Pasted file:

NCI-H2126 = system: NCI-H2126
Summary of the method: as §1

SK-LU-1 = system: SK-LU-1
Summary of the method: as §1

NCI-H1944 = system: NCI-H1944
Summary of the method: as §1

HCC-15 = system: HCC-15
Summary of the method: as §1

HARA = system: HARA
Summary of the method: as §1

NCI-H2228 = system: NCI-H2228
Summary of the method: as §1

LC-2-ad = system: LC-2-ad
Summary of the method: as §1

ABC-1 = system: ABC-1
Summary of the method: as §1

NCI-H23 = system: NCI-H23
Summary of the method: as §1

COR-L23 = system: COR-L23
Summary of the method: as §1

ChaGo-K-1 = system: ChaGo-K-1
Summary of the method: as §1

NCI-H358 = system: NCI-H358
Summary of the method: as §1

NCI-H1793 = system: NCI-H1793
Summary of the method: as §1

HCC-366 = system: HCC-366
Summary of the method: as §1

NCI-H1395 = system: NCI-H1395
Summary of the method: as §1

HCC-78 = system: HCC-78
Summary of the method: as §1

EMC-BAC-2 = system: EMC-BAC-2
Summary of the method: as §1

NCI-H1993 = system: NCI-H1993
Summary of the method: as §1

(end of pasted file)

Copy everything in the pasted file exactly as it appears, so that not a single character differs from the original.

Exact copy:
NCI-H2126 = system: NCI-H2126
Summary of the method: as §1

SK-LU-1 = system: SK-LU-1
Summary of the method: as §1

NCI-H1944 = system: NCI-H1944
Summary of the method: as §1

HCC-15 = system: HCC-15
Summary of the method: as §1

HARA = system: HARA
Summary of the method: as §1

NCI-H2228 = system: NCI-H2228
Summary of the method: as §1

LC-2-ad = system: LC-2-ad
Summary of the method: as §1

ABC-1 = system: ABC-1
Summary of the method: as §1

NCI-H23 = system: NCI-H23
Summary of the method: as §1

COR-L23 = system: COR-L23
Summary of the method: as §1

ChaGo-K-1 = system: ChaGo-K-1
Summary of the method: as §1

NCI-H358 = system: NCI-H358
Summary of the method: as §1

NCI-H1793 = system: NCI-H1793
Summary of the method: as §1

HCC-366 = system: HCC-366
Summary of the method: as §1

NCI-H1395 = system: NCI-H1395
Summary of the method: as §1

HCC-78 = system: HCC-78
Summary of the method: as §1

EMC-BAC-2 = system: EMC-BAC-2
Summary of the method: as §1

NCI-H1993 = system: NCI-H1993
Summary of the method: as §1